In the same report, the Surgeon General also claimed, “even brief exposure to secondhand smoke can cause cardiovascular disease and could trigger acute cardiac events, such as heart attack.” But Michael B. Siegel, a professor of community health sciences at the Boston University School of Public Health, explains that “the surgeon general’s statement conflates the temporary negative effects of secondhand smoke on the circulatory system, which have been shown to occur with short-term exposure, with heart disease, a process that requires repeated exposure and recurring damage to the coronary arteries.”17 Despite the multitude of errors contained in the Surgeon General’s report, it continues to be referenced by public health officials and anti-smoking activists.

Publication Bias

Publication bias is another disconcerting trend that has plagued anti-tobacco advocacy. It tends to occur when researchers undertake a study with a hypothesis in mind (ETS causes lung cancer, for example), but then opt not to publish the data when they fail to lend credence to their initial hypothesis. The World Health Organization reportedly engaged in this practice in 1998 when it withheld the findings from the 12-center, seven-country European study it had commissioned to examine the link between ETS and lung cancer.18 It eventually did publish the findings, with a press release headlined “Passive Smoking Does Cause Lung Cancer,” even though the researchers had failed to find any statistically significant risk of lung cancer among spouses of smokers or those exposed to ETS in the workplace.19 The study also concluded that “no association between childhood exposure to environmental tobacco smoke and lung cancer exist.”20

Another source of publication bias relates to the difficulties authors experience when publishing studies that question the assumptions about ETS’ potential dangers.21 Certain peer-reviewed journals have officially stopped considering papers about studies in which a tobacco company may have a financial interest, or whose authors have some link to the tobacco industry.22 Such policies cast doubt on the integrity of the peer-review process, which is supposed to be about judging a study on its scientific merits, not on its sources. Tobacco industry–sponsored studies may very well be biased, but the same can be said of government- or nonprofit–sponsored studies. Peer-review journals should not be expressing an affinity for one type of bias, and they should certainly not dismiss the potential utility of industry-sponsored studies.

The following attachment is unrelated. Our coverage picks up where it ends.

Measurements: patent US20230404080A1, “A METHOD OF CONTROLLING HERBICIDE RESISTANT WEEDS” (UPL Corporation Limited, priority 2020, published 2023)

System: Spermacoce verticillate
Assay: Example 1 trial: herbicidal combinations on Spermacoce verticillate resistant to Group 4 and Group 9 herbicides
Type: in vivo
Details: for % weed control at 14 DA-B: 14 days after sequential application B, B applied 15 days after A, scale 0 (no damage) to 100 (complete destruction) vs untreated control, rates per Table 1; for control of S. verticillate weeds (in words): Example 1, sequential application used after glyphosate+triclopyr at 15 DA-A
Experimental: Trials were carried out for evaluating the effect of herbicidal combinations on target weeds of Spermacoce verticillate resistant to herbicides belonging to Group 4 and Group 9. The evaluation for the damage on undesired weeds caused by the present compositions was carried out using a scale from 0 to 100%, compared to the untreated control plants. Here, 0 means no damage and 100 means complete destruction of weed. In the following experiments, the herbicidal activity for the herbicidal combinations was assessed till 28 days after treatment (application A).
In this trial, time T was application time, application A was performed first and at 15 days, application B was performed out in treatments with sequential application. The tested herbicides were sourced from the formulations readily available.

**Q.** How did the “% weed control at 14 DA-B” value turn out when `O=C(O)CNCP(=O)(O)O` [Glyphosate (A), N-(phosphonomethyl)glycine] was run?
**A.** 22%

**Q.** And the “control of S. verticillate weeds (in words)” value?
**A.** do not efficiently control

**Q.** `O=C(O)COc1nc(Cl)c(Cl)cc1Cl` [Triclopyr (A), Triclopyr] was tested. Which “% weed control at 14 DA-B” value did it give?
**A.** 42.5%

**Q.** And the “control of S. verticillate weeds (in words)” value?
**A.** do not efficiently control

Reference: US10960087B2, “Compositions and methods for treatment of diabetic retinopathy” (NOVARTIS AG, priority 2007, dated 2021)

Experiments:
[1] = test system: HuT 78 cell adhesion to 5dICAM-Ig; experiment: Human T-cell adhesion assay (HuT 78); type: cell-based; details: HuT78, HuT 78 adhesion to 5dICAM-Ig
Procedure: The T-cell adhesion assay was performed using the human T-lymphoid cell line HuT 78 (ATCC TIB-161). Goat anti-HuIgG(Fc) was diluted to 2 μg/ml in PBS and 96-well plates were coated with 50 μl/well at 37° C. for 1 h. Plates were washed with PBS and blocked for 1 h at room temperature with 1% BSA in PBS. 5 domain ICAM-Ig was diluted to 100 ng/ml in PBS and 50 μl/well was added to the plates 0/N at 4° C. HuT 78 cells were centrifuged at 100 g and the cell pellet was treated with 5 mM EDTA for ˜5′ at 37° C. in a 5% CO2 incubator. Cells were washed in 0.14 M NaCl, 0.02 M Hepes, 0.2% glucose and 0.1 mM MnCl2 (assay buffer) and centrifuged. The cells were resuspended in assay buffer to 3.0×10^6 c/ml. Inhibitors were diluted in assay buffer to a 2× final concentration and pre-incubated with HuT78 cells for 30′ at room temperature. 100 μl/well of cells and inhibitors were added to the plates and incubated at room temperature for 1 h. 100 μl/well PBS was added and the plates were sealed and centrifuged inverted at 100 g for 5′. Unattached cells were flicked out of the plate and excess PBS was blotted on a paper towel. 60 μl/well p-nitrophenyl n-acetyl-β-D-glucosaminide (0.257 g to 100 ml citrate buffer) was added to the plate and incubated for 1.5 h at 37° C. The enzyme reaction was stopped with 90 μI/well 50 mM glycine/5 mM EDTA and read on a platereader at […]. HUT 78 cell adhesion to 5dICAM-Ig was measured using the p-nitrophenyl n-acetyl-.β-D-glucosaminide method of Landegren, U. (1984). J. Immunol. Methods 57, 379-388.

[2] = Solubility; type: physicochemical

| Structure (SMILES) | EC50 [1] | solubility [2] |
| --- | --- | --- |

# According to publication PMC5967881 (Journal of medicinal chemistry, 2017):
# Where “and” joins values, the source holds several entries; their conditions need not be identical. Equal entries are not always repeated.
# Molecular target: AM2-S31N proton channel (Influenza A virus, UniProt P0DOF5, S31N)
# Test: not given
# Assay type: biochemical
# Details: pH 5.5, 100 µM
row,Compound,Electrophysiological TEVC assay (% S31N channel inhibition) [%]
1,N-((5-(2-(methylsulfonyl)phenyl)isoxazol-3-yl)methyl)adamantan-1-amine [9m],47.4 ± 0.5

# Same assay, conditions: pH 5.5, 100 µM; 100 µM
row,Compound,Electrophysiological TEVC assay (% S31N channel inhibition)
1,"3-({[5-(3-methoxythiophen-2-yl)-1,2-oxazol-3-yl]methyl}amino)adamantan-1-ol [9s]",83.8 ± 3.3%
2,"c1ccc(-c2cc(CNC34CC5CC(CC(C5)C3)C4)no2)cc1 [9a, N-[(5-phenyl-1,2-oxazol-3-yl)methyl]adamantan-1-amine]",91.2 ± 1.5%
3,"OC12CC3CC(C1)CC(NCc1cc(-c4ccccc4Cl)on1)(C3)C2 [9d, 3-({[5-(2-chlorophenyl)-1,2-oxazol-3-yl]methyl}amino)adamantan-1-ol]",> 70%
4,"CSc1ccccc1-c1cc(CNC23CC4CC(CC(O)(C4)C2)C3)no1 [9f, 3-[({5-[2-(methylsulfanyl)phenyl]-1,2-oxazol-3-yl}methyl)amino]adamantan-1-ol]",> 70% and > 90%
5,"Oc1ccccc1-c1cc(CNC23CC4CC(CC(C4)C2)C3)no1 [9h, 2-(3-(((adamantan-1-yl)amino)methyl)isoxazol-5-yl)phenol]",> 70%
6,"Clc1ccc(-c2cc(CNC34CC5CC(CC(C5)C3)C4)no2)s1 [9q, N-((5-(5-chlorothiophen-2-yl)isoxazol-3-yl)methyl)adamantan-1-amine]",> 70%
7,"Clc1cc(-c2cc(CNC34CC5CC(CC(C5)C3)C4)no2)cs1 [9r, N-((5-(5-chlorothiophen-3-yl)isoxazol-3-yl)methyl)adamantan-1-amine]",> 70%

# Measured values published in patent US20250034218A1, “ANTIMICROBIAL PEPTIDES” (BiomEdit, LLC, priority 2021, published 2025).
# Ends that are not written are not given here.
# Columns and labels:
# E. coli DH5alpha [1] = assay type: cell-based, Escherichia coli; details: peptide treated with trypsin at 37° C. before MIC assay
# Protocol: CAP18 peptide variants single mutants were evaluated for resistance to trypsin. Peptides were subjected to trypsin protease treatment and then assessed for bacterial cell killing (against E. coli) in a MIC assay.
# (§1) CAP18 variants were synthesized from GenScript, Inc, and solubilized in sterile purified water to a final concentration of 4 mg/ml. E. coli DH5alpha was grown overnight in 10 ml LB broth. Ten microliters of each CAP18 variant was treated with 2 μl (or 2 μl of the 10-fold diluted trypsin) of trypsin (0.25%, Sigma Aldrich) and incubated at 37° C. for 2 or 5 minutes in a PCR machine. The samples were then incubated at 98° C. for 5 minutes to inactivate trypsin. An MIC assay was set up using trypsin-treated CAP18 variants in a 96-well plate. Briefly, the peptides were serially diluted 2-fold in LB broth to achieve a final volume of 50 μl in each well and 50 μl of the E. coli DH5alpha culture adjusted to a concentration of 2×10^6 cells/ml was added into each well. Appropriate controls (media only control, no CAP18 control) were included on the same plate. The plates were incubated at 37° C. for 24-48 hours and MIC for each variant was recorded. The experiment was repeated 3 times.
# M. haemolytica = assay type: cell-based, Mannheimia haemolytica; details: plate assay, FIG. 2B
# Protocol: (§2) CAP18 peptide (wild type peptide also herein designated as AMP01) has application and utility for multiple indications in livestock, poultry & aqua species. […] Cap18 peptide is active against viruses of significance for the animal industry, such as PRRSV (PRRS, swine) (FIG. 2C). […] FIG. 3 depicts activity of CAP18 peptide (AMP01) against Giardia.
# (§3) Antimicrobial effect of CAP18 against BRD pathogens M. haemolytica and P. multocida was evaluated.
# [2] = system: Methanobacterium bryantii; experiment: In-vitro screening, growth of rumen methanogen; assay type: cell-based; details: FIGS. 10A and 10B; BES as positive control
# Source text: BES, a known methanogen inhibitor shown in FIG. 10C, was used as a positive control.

In courtesy of Science Daily  (

Conflicts of Interest

Finally, while it is a well-known and increasingly talked about fact that pharmaceutical companies exert a considerable amount of financial pressure on physicians and the editors of peer-reviewed journals, Pharma’s strong ties to anti-tobacco lobbyists and public health officials have, for the most part, evaded public scrutiny. Between 1992 and 2000, the Robert Wood Johnson Foundation, the philanthropic arm of Johnson & Johnson (but which owns Johnson & Johnson stock), invested more than $300 million in the United States in financing anti-tobacco activities and "grass roots" antismoking groups and runs the Smoking Cessation Leadership Center.23,24 Similarly, Pharmacia Corporation and Glaxo Smith Kline, both major manufacturers of cessation therapies, have been very supportive of anti-tobacco health advocacy.25 Even the World Health Organization has designated pharmaceutical companies as “its official partners,” further illustrating how intertwined public health organizations are with the pharmaceutical industry.26 More worrisome still, many public health officials involved in shaping standards and policies are financially conflicted. For example, it has been revealed that the chair of the Joint Commission (a body that sets standards for the accreditation of hospitals and health care facilities) has and is receiving grant funding from Nabi Pharmaceuticals, which is in the late stages of developing a nicotine vaccine.27 The influence of this presumed conflict is already apparent: The newest standards stipulate that every patient should be treated with smoking cessation drugs.28

Promoting disclosure may be the first step toward limiting the impact of potential conflicts. Prohibiting the participation of those with grant funding and other financial ties to the pharmaceutical industry in standard-setting procedures may be an even more effective solution, although politically less palatable.

Why Scientific Integrity still Matters